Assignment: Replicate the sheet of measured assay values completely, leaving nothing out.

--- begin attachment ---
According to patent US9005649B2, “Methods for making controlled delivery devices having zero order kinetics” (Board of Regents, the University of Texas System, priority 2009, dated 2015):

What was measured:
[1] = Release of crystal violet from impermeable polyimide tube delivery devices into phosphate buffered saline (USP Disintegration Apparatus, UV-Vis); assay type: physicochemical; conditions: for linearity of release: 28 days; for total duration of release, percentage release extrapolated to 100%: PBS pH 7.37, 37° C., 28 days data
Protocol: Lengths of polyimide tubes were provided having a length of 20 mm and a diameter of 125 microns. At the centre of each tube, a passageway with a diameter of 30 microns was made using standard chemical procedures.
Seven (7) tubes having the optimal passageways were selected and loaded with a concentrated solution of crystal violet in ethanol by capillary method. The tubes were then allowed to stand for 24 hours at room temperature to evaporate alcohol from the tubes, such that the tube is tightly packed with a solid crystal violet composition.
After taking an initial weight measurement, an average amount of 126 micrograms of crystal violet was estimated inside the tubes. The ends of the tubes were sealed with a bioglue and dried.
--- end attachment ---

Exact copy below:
According to patent US9005649B2, “Methods for making controlled delivery devices having zero order kinetics” (Board of Regents, the University of Texas System, priority 2009, dated 2015):

What was measured:
[1] = Release of crystal violet from impermeable polyimide tube delivery devices into phosphate buffered saline (USP Disintegration Apparatus, UV-Vis); assay type: physicochemical; conditions: for linearity of release: 28 days; for total duration of release, percentage release extrapolated to 100%: PBS pH 7.37, 37° C., 28 days data
Protocol: Lengths of polyimide tubes were provided having a length of 20 mm and a diameter of 125 microns. At the centre of each tube, a passageway with a diameter of 30 microns was made using standard chemical procedures.
Seven (7) tubes having the optimal passageways were selected and loaded with a concentrated solution of crystal violet in ethanol by capillary method. The tubes were then allowed to stand for 24 hours at room temperature to evaporate alcohol from the tubes, such that the tube is tightly packed with a solid crystal violet composition.
After taking an initial weight measurement, an average amount of 126 micrograms of crystal violet was estimated inside the tubes. The ends of the tubes were sealed with a bioglue and dried.